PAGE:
It seems Turkey’s generals, so long a force in the country’s politics, are going out with a whimper, not a bang.
Initially, some media outlets dubbed the surprise resignations of Turkey’s top generals on July 29 as an “earthquake” and “bombshell.” But by August 1, the country appeared to shrug off the military maneuver and move on: financial markets held steady and the government, led by the Justice and Development Party (AKP), remained unfazed.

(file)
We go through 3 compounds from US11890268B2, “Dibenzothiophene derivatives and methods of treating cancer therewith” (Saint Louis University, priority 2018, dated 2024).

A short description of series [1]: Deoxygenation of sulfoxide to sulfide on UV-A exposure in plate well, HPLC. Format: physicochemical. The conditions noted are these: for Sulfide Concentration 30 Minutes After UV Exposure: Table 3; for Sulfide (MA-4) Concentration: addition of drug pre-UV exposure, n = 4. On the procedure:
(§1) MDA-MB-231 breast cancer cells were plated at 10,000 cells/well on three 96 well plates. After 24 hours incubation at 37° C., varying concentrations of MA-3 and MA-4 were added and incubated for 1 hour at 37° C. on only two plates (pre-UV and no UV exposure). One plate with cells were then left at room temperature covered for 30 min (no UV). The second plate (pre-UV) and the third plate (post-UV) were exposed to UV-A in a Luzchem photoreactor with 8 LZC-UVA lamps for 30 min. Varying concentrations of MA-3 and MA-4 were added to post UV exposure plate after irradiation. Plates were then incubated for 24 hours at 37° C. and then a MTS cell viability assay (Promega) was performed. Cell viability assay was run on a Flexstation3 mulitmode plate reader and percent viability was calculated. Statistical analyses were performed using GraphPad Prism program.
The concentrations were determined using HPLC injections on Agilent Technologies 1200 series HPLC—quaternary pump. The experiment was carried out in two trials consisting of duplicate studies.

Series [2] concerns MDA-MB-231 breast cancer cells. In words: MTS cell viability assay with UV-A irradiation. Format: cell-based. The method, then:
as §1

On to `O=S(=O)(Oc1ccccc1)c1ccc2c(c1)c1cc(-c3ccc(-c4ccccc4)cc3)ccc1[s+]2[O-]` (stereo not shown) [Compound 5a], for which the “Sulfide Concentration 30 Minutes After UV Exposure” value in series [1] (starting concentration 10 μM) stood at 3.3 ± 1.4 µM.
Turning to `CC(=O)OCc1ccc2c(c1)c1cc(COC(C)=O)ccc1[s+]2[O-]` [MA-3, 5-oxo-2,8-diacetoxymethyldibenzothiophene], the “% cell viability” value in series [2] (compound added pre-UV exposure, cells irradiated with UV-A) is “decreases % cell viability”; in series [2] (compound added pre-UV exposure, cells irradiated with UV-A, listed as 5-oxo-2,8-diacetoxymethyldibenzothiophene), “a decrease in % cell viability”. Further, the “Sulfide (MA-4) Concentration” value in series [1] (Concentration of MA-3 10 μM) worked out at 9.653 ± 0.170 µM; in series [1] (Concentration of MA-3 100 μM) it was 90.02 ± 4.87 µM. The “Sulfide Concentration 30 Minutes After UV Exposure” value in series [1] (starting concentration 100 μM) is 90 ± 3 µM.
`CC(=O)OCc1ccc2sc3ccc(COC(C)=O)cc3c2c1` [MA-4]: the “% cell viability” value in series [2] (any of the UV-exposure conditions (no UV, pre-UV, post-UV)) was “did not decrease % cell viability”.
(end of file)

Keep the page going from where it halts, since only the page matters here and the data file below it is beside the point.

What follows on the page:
In his farewell message, the outgoing chief of the General Staff, Isik Kosaner, complained that it had become ‘impossible to continue serving’ due to the ongoing detention of some 250 retired and active-duty military officers on suspicion of being conspirators in coup plots, known as Ergenekon and Sledgehammer. In addition to the chief of staff, the commanders of the army, navy and air force also tendered their resignations.
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Alexander Christie-Miller is a freelance journalist based in Istanbul, where he writes for the Times.